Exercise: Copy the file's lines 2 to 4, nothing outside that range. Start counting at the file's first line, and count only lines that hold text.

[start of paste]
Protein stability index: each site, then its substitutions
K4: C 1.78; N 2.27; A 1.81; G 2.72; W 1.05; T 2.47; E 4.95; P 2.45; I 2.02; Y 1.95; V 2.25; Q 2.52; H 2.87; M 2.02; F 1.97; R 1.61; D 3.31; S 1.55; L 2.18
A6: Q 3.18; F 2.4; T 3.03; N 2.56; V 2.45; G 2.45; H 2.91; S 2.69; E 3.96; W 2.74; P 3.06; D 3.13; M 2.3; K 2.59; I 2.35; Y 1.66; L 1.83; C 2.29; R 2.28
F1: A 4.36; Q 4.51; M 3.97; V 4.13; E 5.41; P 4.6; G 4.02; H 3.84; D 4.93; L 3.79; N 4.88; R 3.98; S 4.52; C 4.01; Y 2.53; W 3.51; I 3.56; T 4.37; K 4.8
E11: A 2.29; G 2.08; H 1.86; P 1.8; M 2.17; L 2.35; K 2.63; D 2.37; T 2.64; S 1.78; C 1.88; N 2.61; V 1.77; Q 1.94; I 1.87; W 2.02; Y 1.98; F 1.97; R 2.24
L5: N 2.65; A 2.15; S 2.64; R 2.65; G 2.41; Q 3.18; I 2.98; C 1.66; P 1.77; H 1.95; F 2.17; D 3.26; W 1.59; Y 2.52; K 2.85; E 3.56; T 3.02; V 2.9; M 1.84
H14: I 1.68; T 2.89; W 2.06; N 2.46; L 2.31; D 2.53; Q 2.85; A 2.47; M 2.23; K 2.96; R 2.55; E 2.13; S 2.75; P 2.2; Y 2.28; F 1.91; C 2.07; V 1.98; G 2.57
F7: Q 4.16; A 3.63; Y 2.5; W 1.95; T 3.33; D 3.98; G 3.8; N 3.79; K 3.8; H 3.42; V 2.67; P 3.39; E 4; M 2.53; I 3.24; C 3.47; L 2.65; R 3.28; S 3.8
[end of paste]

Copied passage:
K4: C 1.78; N 2.27; A 1.81; G 2.72; W 1.05; T 2.47; E 4.95; P 2.45; I 2.02; Y 1.95; V 2.25; Q 2.52; H 2.87; M 2.02; F 1.97; R 1.61; D 3.31; S 1.55; L 2.18
A6: Q 3.18; F 2.4; T 3.03; N 2.56; V 2.45; G 2.45; H 2.91; S 2.69; E 3.96; W 2.74; P 3.06; D 3.13; M 2.3; K 2.59; I 2.35; Y 1.66; L 1.83; C 2.29; R 2.28
F1: A 4.36; Q 4.51; M 3.97; V 4.13; E 5.41; P 4.6; G 4.02; H 3.84; D 4.93; L 3.79; N 4.88; R 3.98; S 4.52; C 4.01; Y 2.53; W 3.51; I 3.56; T 4.37; K 4.8